When using images for the internet or to
send as email attachments the size of the file has great impact
on how long it will take to send via email or to load in a web
browser. Basically, you want to make the file as small as possible
whilst ensuring that the picture 'looks good' when viewed on
a monitor screen.
A common problem encountered by many computer users results from image files which are much too large and can take a very long time to send and receive, possibly causing an email service to reject them altogether or in some cases jamming up the mailbox until they are deleted.
Pictures need to be saved as either .jpg (for photos) or .gif (for graphics) files and you will need a software programme which lets you resize and adjust the image to suit your purpose. Adobe Photoshop is the industry standard but there are many others such as Photoshop Elements, PaintshopPro and CorelPaint to name just three.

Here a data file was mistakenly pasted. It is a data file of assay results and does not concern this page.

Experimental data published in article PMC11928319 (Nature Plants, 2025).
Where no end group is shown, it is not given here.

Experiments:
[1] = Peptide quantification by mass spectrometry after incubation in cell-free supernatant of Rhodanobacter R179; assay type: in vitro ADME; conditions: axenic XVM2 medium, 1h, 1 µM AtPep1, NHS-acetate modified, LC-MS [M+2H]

The main thing to remember when using images for viewing on screen is that the pixel dimensions are what matter. So a picture 800 x 600 will fill the screen if you have your monitor set for 800 x 600 resolution .An image 400 x 300 will take up about 25% of the screen area.. A colour picture 400 x 300 saved as a reasonably good viewing quality .jpg file will probably have a file size of less than 30 kilobytes and will take about 10 seconds or so to download with a 56k modem. The image quality is good on screen but would only give reasonable print quality at about 3" x 2